SIS (Blue Highway Signs) Developments
February 6, 2014
Dear WH&LA Lodging Member:

Quite a few members have contacted us over the past few days regarding information they received from the current vendor servicing and selling logo blocks on the state's Specific Information Signs (SIS), also known more informally as the blue highway signs. The vendor has presented their views to many of you regarding recent bidding with the state, which is still a work in progress, and has called for action from the reader to challenge the actions.

WH&LA has contacted the state Department of Transportation (DOT), the agency with oversight over the program, to obtain facts on the process of bidding for these signs, and what is the status and potential impact on lodging and other tourism businesses that purchase the blocks.

SIS Bidding Process 
While the current vendor selling ad blocks and servicing the blue signs has had an ongoing contract with the state for well over 20 years, with multiple extensions allowed to the original contract, the state has a limit on the duration of such contracts that has nothing to do with vendor preferences - this is a state procurement requirement. The current contract hit the maximum extensions, which means the state DOT had to go through an official Request For Proposal (RFP) process, allowing the current and other potential vendors the opportunity to provide a bid. It is important to note up front that the state does not receive payments from this program, with the focus more on providing valued information and services to drivers, and helping them to find local tourism businesses.

In the proposal requirements, the DOT included numerous criteria to be considered, such as potential ad pricing, experience with this or similar services, service capabilities, the company's projected plans for continuance and expansion of this program, marketing & sales strategies, state reporting methods, etc.

In the procurement process, vendors are ranked on their responses to the criteria, with the vendor scoring the highest given a Letter of Intent to award the contract. Once the vendors are notified, the DOT begins to negotiate the fine details with the highest scoring vendor, and if the negotiations are successful, the state can then enter into a contract with this vendor. The state Department of Administration (DOA), has the authority, should there be complaints filed on the process, to evaluate the process followed to determine if the agency followed state procurement rules in their evaluation and determination. Their role, as we understand it, is not to arbitrarily make another choice, but to ensure the agency acted in good faith in following the required state procurement process. If they find the agency did not, then a re-evaluation would need to take place.  If they find due process was followed, the state agency continues with negotiation and contracting.

In the case of the SIS program, a new vendor was awarded the Letter of Intent. The DOT has not yet begun their negotiations with the new vendor, and thus no fees are finalized. We have learned that the current vendor has filed an official Protest on the Letter of Intent decision.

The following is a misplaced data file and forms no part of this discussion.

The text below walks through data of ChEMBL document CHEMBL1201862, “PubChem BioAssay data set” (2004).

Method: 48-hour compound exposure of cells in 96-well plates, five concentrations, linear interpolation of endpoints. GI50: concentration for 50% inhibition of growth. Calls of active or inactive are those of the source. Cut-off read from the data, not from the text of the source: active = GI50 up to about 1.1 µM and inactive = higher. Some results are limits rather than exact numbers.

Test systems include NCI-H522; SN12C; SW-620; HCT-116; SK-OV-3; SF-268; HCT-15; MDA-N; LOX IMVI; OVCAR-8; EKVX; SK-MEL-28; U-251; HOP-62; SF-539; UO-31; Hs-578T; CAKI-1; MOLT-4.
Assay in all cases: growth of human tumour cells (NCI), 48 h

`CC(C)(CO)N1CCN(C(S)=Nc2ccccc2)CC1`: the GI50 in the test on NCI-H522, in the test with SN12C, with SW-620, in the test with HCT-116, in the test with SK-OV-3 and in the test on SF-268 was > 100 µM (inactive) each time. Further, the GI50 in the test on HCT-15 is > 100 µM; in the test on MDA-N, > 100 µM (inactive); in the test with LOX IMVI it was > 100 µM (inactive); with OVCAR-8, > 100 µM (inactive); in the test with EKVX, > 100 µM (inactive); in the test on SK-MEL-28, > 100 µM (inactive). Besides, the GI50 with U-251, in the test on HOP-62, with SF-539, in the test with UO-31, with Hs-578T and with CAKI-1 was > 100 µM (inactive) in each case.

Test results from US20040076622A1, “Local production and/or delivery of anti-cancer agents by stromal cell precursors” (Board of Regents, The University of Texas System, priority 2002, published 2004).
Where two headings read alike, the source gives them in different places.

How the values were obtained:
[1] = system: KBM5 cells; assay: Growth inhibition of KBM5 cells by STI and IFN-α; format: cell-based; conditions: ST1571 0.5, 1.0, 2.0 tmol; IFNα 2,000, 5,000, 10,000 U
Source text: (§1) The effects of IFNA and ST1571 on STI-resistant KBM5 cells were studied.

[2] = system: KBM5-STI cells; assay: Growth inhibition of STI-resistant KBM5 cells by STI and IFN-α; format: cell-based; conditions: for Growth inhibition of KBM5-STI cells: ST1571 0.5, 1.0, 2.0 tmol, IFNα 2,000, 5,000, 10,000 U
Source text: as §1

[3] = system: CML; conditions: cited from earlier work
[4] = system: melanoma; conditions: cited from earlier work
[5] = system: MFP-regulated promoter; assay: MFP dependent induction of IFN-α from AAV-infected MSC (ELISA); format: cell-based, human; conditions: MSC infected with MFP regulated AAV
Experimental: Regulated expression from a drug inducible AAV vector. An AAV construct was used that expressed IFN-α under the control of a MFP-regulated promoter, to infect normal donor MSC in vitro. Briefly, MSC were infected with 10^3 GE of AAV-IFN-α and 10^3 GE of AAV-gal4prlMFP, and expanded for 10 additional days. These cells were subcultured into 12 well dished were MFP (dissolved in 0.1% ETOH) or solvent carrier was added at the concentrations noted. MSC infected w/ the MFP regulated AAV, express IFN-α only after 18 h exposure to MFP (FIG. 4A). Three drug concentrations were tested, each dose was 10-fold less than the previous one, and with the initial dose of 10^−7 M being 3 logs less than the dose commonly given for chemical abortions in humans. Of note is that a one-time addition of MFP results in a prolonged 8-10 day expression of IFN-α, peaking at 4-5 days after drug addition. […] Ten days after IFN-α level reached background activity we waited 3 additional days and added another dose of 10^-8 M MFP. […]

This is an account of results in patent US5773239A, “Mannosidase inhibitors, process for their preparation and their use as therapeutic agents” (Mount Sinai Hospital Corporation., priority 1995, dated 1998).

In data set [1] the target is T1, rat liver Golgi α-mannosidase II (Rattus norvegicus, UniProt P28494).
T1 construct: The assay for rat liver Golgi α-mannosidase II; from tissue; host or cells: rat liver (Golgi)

What we can share with you at this time
  • When the protest was sent by the current vendor to the DOT following issuance of the Letter of Intent, the Secretary of the DOT reviewed the process followed and issued a memo addressing each specified concern, noting that the protest did not show any grounds to justify or require a change of award. The current vendor is now seeking review by the DOA to pursue an overturning of the decision on the Letter of Intent.
  • The DOT is officially unable to share fine details (including projected pricing) at this time, due to the petition filing, until a decision is reached, at which time they will issue a press release, and they have advised that they will also notify WH&LA.
  • Any pricing that has been quoted from anyone other than the DOT is not substantiated.
  • The DOR has committed that the terms of all existing contracts for the SIS program will be honored until they expire (depending on each contract, this can be up to 3 years), without any price changes, regardless of the outcome.
  • This process was an RFP, meaning that instead of a Request For Bid (RFB), where the winning bid becomes the terms of the contract, the terms still have to be finalized during negotiations that occur after the Letter of Intent. Thus the projected pricing was not the primary consideration in selecting the intended vendor.
  • The state currently does not require an in-state vendor for contracted services.
  • The DOT is keenly aware of the need to keep pricing as reasonable as possible for Wisconsin's businesses, and there is no incentive for them to do otherwise. We have reinforced our industry's concerns as they work through negotiations. 
The current status is there will be an internal review by the DOA on the following of due process. Individual citizen preferences, unless they contained specific knowledge that due process was not followed, would likely not apply.

The WH&LA will provide any further details as they are publicly released.